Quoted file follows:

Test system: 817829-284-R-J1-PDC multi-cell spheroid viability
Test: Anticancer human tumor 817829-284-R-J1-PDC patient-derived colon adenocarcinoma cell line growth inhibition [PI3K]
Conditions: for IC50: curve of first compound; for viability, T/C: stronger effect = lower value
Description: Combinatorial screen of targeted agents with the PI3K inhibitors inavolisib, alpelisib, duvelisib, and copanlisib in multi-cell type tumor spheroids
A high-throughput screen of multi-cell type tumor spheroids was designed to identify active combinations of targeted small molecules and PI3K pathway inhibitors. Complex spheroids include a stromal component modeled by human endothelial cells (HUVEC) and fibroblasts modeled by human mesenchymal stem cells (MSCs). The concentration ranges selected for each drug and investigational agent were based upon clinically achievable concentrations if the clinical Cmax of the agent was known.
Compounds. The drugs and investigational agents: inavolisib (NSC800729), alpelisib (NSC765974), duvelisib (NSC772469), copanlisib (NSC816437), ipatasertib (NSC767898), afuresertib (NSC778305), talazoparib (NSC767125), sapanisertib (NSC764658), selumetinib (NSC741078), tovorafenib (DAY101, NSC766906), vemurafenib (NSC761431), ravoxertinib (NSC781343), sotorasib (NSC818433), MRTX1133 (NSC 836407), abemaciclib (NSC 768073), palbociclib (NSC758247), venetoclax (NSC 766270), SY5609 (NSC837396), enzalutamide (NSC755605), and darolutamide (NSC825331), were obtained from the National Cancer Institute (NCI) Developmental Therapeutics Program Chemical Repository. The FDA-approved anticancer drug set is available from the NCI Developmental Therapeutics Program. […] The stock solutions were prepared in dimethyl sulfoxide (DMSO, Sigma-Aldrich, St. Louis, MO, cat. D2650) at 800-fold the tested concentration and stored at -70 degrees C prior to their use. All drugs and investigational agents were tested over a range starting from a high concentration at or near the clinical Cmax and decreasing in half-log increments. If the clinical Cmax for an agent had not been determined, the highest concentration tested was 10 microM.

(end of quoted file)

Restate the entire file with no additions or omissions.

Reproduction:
Test system: 817829-284-R-J1-PDC multi-cell spheroid viability
Test: Anticancer human tumor 817829-284-R-J1-PDC patient-derived colon adenocarcinoma cell line growth inhibition [PI3K]
Conditions: for IC50: curve of first compound; for viability, T/C: stronger effect = lower value
Description: Combinatorial screen of targeted agents with the PI3K inhibitors inavolisib, alpelisib, duvelisib, and copanlisib in multi-cell type tumor spheroids
A high-throughput screen of multi-cell type tumor spheroids was designed to identify active combinations of targeted small molecules and PI3K pathway inhibitors. Complex spheroids include a stromal component modeled by human endothelial cells (HUVEC) and fibroblasts modeled by human mesenchymal stem cells (MSCs). The concentration ranges selected for each drug and investigational agent were based upon clinically achievable concentrations if the clinical Cmax of the agent was known.
Compounds. The drugs and investigational agents: inavolisib (NSC800729), alpelisib (NSC765974), duvelisib (NSC772469), copanlisib (NSC816437), ipatasertib (NSC767898), afuresertib (NSC778305), talazoparib (NSC767125), sapanisertib (NSC764658), selumetinib (NSC741078), tovorafenib (DAY101, NSC766906), vemurafenib (NSC761431), ravoxertinib (NSC781343), sotorasib (NSC818433), MRTX1133 (NSC 836407), abemaciclib (NSC 768073), palbociclib (NSC758247), venetoclax (NSC 766270), SY5609 (NSC837396), enzalutamide (NSC755605), and darolutamide (NSC825331), were obtained from the National Cancer Institute (NCI) Developmental Therapeutics Program Chemical Repository. The FDA-approved anticancer drug set is available from the NCI Developmental Therapeutics Program. […] The stock solutions were prepared in dimethyl sulfoxide (DMSO, Sigma-Aldrich, St. Louis, MO, cat. D2650) at 800-fold the tested concentration and stored at -70 degrees C prior to their use. All drugs and investigational agents were tested over a range starting from a high concentration at or near the clinical Cmax and decreasing in half-log increments. If the clinical Cmax for an agent had not been determined, the highest concentration tested was 10 microM.